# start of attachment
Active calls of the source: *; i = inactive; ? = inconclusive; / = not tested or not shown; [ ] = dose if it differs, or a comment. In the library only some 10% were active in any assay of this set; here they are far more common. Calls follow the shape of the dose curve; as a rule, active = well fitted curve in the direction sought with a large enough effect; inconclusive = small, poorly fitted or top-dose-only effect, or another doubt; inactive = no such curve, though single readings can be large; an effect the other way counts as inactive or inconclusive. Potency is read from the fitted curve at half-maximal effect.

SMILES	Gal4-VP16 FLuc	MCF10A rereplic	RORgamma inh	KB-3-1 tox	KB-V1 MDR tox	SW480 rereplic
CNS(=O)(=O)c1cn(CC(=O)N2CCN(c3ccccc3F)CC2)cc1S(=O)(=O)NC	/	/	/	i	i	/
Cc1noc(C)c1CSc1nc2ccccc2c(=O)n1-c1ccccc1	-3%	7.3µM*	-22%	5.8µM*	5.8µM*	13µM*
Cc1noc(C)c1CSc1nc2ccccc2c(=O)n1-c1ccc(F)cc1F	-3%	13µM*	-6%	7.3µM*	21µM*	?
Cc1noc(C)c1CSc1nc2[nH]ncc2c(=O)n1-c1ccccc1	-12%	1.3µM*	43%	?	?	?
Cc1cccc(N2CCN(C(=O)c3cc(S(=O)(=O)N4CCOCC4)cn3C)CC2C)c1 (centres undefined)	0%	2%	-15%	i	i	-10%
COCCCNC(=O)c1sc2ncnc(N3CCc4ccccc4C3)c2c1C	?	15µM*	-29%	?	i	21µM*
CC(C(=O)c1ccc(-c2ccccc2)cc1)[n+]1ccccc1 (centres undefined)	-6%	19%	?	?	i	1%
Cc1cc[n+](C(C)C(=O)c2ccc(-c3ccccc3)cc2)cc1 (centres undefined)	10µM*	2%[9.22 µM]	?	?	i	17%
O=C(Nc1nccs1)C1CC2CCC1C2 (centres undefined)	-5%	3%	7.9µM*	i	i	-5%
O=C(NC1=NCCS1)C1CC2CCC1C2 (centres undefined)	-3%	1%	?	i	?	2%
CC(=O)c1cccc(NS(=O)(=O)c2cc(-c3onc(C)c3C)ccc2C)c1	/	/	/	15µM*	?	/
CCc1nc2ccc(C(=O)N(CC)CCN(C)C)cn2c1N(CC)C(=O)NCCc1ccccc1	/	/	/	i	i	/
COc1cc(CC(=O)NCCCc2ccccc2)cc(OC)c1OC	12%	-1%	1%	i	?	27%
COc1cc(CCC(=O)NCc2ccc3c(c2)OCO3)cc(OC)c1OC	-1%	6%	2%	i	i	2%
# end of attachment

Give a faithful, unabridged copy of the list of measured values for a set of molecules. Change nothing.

Active calls of the source: *; i = inactive; ? = inconclusive; / = not tested or not shown; [ ] = dose if it differs, or a comment. In the library only some 10% were active in any assay of this set; here they are far more common. Calls follow the shape of the dose curve; as a rule, active = well fitted curve in the direction sought with a large enough effect; inconclusive = small, poorly fitted or top-dose-only effect, or another doubt; inactive = no such curve, though single readings can be large; an effect the other way counts as inactive or inconclusive. Potency is read from the fitted curve at half-maximal effect.

SMILES	Gal4-VP16 FLuc	MCF10A rereplic	RORgamma inh	KB-3-1 tox	KB-V1 MDR tox	SW480 rereplic
CNS(=O)(=O)c1cn(CC(=O)N2CCN(c3ccccc3F)CC2)cc1S(=O)(=O)NC	/	/	/	i	i	/
Cc1noc(C)c1CSc1nc2ccccc2c(=O)n1-c1ccccc1	-3%	7.3µM*	-22%	5.8µM*	5.8µM*	13µM*
Cc1noc(C)c1CSc1nc2ccccc2c(=O)n1-c1ccc(F)cc1F	-3%	13µM*	-6%	7.3µM*	21µM*	?
Cc1noc(C)c1CSc1nc2[nH]ncc2c(=O)n1-c1ccccc1	-12%	1.3µM*	43%	?	?	?
Cc1cccc(N2CCN(C(=O)c3cc(S(=O)(=O)N4CCOCC4)cn3C)CC2C)c1 (centres undefined)	0%	2%	-15%	i	i	-10%
COCCCNC(=O)c1sc2ncnc(N3CCc4ccccc4C3)c2c1C	?	15µM*	-29%	?	i	21µM*
CC(C(=O)c1ccc(-c2ccccc2)cc1)[n+]1ccccc1 (centres undefined)	-6%	19%	?	?	i	1%
Cc1cc[n+](C(C)C(=O)c2ccc(-c3ccccc3)cc2)cc1 (centres undefined)	10µM*	2%[9.22 µM]	?	?	i	17%
O=C(Nc1nccs1)C1CC2CCC1C2 (centres undefined)	-5%	3%	7.9µM*	i	i	-5%
O=C(NC1=NCCS1)C1CC2CCC1C2 (centres undefined)	-3%	1%	?	i	?	2%
CC(=O)c1cccc(NS(=O)(=O)c2cc(-c3onc(C)c3C)ccc2C)c1	/	/	/	15µM*	?	/
CCc1nc2ccc(C(=O)N(CC)CCN(C)C)cn2c1N(CC)C(=O)NCCc1ccccc1	/	/	/	i	i	/
COc1cc(CC(=O)NCCCc2ccccc2)cc(OC)c1OC	12%	-1%	1%	i	?	27%
COc1cc(CCC(=O)NCc2ccc3c(c2)OCO3)cc(OC)c1OC	-1%	6%	2%	i	i	2%